Trend forecaster, jean expert, and mastermind behind Denim Dudes: Amy Leverton knows what she’s talking about when it comes to denim and all that’s happening in the world of indigo. In a recent chat with Leverton, we got a glimpse of where the industry is today, and where it’s going from here. Keep reading for our insightful conversation.
ME: What do you see as the biggest problems in the denim industry right now?
Leverton: The apparel industry as a whole is a dirty industry, and denim manufacturing is one of the dirtiest within it. The indigo dying process is much more water- and energy-intense than most other dying. The consumption of cotton for jeans is much higher than for most other cotton garments. Denim is one of the only garments that you dye, and then wash the dye back out through additional treatments – it’s a process that’s heavy in water consumption and pollution.
ME: What solutions exist for these problems?
Leverton: Denim mills are getting better, and our goal for our recently launched Denim Directory reports was to help designers understand how they can do better and understand what fabrics are less damaging. Designers don’t have time to do lots of sustainability research on their own, so platforms like Material Exchange as well as the information we provide in our Denim Directory can help them to make smarter choices.
ME: How do you see the denim industry changing in the next five to ten years? How might this affect the various stakeholders?
Leverton: LA has traditionally been a denim hub with many denim brands and factories based here. But over the last ten to fifteen years, we’ve seen a drop in local manufacturing. Then, during Covid, there was an uptick. [Sustainable denim manufacturer] Saitex came in – they’re prioritizing low-impact production hand-in-hand with technology and have some great minds streamlining their denim operations.
Now, there are a lot more boutique denim manufacturers here in LA who are more sustainability minded. When it comes to implementing sustainability measures, the set-up costs are huge, but in the long run, it saves money and, most importantly, resources like water.
ME: What advice do you give to denim brands in the current climate?
Leverton: Make more sustainable choices at every point along the way. Find the time to do better; it can be a matter of making a few small changes to create a better jean.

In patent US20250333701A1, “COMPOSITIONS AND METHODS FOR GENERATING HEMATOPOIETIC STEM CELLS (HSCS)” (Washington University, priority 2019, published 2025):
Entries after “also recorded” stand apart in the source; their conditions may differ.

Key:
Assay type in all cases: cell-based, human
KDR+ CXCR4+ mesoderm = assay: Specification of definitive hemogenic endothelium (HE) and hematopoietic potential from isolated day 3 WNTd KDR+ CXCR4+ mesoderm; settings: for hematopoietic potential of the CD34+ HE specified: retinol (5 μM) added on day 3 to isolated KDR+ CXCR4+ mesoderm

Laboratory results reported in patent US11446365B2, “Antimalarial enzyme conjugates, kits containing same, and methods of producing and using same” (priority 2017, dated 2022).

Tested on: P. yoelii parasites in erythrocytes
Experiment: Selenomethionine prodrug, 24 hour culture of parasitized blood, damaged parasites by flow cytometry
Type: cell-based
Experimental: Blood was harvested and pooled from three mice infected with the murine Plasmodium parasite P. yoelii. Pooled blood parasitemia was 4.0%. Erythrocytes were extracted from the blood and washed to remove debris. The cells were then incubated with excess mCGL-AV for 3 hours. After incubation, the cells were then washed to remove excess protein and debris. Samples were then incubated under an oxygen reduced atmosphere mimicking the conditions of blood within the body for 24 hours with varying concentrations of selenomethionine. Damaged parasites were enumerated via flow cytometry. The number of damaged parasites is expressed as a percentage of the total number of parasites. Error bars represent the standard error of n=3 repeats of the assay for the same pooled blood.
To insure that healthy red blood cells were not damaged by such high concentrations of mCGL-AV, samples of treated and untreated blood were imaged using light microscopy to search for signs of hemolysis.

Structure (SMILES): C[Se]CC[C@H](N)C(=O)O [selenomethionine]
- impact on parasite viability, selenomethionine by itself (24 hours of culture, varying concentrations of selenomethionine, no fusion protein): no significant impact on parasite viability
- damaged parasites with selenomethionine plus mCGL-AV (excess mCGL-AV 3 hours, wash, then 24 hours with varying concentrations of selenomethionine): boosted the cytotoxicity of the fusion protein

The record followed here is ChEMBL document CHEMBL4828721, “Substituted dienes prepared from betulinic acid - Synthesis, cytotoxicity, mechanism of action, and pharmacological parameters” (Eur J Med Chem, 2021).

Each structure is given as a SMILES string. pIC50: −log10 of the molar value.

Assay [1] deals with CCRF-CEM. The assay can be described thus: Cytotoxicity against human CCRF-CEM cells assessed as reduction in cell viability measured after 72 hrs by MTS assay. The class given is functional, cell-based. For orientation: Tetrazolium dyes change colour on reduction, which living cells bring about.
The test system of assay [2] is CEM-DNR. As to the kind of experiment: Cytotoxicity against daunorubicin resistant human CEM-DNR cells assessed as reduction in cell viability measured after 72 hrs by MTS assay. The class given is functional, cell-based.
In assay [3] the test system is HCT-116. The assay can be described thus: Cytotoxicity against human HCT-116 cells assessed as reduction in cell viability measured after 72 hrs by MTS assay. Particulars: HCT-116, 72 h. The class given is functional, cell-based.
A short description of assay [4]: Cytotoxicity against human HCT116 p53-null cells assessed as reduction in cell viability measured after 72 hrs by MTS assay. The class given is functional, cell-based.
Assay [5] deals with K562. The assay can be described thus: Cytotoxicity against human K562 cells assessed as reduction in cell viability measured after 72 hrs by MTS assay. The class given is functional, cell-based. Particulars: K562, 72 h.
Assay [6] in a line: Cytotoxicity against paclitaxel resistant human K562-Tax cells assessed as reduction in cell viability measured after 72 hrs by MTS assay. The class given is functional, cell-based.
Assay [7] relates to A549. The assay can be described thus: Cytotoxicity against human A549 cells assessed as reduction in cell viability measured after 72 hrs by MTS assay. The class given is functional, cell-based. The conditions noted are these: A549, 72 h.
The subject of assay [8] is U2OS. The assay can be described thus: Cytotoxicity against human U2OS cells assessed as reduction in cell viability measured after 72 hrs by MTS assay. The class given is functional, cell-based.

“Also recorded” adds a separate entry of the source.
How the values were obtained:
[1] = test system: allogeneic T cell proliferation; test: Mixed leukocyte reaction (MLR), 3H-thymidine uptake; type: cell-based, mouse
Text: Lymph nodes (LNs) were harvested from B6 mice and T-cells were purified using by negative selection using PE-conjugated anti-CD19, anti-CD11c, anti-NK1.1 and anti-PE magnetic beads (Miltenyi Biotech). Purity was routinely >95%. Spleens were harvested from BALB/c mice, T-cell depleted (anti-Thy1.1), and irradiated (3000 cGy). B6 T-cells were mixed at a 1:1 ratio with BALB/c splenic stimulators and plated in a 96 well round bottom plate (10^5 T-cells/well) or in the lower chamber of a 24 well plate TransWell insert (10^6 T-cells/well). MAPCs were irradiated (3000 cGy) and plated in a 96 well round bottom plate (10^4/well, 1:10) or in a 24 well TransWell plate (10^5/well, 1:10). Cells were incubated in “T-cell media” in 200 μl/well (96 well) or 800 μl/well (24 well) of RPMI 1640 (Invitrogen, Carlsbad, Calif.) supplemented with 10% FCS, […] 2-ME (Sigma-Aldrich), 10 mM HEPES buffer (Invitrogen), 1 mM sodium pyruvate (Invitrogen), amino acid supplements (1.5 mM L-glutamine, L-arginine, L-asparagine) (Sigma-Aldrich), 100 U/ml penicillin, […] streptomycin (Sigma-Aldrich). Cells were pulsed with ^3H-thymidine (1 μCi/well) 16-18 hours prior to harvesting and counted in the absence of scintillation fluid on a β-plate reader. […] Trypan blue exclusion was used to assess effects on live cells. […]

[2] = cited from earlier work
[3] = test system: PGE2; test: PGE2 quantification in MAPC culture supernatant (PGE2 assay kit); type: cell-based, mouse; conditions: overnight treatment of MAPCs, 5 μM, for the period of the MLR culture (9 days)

As sustainability in denim becomes a bigger priority for most players in the business, change is inevitable – but the question is when and how it will happen. Getting your business on track for sustainability can feel overwhelming, but as Leverton says, it can be about making small changes toward a big impact. Digitizing your operations is an important first step to decreasing waste, increasing efficiency, and getting ahead of your competition. And Material Exchange can help do just that. If you’d like to learn more, check out our offerings for suppliers here and for brands here.
For a sustainability focus to your digitization journey, you may also want to register for our new Sustainability Exchange. Whether you’re looking for responsibly-produced materials or have your own recycled, organic, or low-impact materials to promote, you’ll have a secure, digital space of like-minded businesses on this exchange.
If you’d like to meet Leverton in person and see her trend forecasting in action, she’ll be attending the upcoming Kingpins Show in New York this July. Thank you, Amy, for your insights into the denim industry of today – and for your work toward a better tomorrow!
*Top featured photo of Amy Leverton by Yoshi Miyazaki
Tune into our recent sustainability discussion – available here on-demand – with some of the most forward-thinking brands in the industry! This interactive session includes live questions from attendees on how brands can approach responsible, low-impact sourcing. Check it out today!